If the state gave you a monopoly for a job which paid $400,000 a year for six months of work, were driven to and from jobs in a town car or limo, had all of your business expenses paid for by someone else, and were on your way to earning a public pension of a quarter million dollars per year to which you didn’t contribute a dime of your own money, would you be demanding a raise in this economy? You might if you were a state-licensed Bar Pilot.

Most people never heard of the San Francisco Bar Pilots until the Cosco Busan oil spill, when a ship under the control of a state-mandated pilot hit the Bay Bridge. After the accident in 2007, several changes in the state pilot system were enacted by the Legislature and the State Board of Pilot Commissioners was put under the jurisdiction of the Business, Transportation & Housing Agency (BT & H). Since then, BT & H has made significant improvements in much of the oversight of the state pilot monopoly.

Unfortunately, one thing that hasn’t changed is the process for the setting of pilot rates – a byzantine and politicized process that has yielded outsized salaries for this monopoly for years. Since the last rate hearing in 2002, total pilot incomes have increased approximately 60% from around $250,000 to $400,000 – including a spike which yielded incomes of over $490,000 in 2006. To put this in context, in 2002 average pilot incomes were about six-times the average income of a Bay Area resident; by the end of 2010, average pilot incomes were about nine-and-a-half times the Bay Area average. To add insult to injury, the Pilot Commission is citing the Cosco Busan oil spill as a reason for increasing salaries beyond $500,000 per year.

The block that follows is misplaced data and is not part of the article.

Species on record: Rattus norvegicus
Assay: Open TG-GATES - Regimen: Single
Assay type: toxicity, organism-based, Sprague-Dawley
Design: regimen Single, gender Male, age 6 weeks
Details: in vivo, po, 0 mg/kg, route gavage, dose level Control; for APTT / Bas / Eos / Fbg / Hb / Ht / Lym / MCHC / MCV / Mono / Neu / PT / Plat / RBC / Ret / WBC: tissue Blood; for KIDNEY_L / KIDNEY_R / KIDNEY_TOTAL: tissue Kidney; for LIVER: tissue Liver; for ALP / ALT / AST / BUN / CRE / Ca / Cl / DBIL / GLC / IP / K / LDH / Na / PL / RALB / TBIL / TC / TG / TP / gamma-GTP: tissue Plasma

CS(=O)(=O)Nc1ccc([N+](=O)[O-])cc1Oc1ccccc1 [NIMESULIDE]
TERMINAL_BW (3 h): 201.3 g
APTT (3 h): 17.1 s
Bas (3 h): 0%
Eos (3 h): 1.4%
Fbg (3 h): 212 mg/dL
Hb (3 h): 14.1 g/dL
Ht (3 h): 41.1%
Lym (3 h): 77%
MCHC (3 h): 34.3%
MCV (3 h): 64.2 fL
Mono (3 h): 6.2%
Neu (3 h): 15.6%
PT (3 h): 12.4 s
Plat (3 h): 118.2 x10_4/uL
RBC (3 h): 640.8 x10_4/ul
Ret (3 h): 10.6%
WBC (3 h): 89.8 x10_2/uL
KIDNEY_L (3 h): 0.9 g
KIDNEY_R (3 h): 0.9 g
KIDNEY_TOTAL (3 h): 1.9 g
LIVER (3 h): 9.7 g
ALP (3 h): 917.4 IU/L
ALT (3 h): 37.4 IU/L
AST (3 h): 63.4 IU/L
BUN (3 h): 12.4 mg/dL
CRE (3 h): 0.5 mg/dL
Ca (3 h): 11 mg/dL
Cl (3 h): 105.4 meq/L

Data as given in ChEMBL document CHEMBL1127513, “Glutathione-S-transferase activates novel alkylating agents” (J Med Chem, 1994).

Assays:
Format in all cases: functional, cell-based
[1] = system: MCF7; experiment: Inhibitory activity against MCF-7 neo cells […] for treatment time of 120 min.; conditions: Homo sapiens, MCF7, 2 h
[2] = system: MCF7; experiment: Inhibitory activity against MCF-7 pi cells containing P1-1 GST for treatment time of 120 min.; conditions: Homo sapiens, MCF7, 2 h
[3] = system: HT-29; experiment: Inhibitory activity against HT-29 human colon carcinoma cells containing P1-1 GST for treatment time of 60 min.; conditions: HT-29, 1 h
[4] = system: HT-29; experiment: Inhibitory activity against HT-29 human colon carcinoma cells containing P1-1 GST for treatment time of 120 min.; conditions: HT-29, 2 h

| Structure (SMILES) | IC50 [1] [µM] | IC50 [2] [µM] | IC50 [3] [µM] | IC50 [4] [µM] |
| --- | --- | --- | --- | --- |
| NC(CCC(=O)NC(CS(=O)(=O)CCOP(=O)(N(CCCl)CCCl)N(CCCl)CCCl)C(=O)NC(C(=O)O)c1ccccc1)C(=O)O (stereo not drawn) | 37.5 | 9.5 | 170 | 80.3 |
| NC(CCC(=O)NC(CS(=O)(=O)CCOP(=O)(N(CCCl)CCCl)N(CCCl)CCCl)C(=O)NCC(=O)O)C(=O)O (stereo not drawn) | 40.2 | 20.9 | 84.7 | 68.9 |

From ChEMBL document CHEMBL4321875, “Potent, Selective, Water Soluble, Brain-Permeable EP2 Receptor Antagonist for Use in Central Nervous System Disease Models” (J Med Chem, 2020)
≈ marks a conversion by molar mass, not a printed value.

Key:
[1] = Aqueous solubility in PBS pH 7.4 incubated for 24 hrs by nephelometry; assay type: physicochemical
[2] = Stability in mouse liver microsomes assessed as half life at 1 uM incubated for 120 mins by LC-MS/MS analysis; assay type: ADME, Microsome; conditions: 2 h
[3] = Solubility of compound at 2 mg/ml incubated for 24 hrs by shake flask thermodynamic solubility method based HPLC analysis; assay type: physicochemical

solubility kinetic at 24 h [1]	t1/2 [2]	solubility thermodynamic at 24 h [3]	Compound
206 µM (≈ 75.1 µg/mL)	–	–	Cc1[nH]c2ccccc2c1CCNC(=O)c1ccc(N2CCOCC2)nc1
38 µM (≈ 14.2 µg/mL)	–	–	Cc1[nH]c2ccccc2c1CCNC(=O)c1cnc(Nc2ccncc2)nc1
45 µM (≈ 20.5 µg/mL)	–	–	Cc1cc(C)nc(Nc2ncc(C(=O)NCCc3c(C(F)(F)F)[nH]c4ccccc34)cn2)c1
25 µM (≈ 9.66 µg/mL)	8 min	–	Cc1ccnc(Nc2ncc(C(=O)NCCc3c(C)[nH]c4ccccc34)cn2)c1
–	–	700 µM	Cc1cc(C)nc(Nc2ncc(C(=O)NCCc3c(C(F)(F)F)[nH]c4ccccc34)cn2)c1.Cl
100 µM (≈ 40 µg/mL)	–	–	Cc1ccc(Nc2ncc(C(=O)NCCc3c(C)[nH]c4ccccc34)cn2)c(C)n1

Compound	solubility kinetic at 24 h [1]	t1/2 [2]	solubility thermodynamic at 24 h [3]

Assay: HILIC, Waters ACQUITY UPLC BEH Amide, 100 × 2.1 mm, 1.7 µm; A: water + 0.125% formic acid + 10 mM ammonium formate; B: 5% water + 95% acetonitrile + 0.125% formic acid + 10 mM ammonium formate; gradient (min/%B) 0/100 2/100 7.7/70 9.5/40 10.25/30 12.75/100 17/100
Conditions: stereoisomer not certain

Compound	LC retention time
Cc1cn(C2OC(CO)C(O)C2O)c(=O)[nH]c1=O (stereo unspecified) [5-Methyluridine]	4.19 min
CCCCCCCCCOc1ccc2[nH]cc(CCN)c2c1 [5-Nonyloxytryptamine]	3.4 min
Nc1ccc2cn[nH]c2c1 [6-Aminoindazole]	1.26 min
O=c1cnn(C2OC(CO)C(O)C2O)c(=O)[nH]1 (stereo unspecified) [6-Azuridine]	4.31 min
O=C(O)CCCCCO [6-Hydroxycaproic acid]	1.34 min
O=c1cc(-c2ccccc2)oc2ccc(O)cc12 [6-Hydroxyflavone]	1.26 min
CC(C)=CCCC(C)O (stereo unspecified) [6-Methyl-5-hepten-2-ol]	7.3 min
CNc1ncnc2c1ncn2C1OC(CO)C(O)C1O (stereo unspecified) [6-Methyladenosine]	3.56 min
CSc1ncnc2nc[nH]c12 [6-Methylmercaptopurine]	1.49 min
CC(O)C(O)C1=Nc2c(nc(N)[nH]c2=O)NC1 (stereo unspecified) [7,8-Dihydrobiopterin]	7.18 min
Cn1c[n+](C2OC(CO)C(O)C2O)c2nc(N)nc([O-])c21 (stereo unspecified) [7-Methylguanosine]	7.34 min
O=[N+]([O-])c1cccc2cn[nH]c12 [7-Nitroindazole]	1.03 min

At a time when all of us are trying to recover from the great recession, it is still hard for many to find work. The state of California is making and proposing cuts that are so draconian as to be unthinkable even a few short years ago. Yet, a small, elite and wealthy group of individuals already blessed with a monopoly is seeking a raise from the State of California – one that will take them to over $500,000 per year for six months of work.

Now it’s in the Legislature’s hands, and they must decide, literally, if they want to help the rich get richer while the poor get poorer.